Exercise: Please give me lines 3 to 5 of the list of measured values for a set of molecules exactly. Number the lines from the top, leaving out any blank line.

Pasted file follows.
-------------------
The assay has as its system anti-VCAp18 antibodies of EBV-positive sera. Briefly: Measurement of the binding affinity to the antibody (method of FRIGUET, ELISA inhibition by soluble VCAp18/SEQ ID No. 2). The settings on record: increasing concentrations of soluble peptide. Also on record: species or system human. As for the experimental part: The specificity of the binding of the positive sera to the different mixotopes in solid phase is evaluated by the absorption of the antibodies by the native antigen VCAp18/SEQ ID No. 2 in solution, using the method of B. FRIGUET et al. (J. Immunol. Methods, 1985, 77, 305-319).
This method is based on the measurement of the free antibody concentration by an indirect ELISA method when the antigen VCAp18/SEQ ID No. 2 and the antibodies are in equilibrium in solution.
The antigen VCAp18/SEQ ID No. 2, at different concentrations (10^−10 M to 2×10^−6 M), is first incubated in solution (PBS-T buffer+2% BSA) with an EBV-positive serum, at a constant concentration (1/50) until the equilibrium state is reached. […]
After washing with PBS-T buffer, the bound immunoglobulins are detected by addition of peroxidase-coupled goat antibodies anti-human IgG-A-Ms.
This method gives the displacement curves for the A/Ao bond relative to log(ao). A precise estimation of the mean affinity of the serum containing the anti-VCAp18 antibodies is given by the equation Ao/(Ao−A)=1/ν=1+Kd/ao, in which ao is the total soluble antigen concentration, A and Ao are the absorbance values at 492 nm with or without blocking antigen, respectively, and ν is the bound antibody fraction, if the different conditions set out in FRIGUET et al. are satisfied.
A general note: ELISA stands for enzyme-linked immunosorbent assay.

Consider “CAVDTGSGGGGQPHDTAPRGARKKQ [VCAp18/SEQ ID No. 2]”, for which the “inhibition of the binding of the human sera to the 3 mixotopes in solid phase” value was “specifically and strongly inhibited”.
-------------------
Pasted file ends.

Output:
The antigen VCAp18/SEQ ID No. 2, at different concentrations (10^−10 M to 2×10^−6 M), is first incubated in solution (PBS-T buffer+2% BSA) with an EBV-positive serum, at a constant concentration (1/50) until the equilibrium state is reached. […]
After washing with PBS-T buffer, the bound immunoglobulins are detected by addition of peroxidase-coupled goat antibodies anti-human IgG-A-Ms.
This method gives the displacement curves for the A/Ao bond relative to log(ao). A precise estimation of the mean affinity of the serum containing the anti-VCAp18 antibodies is given by the equation Ao/(Ao−A)=1/ν=1+Kd/ao, in which ao is the total soluble antigen concentration, A and Ao are the absorbance values at 492 nm with or without blocking antigen, respectively, and ν is the bound antibody fraction, if the different conditions set out in FRIGUET et al. are satisfied.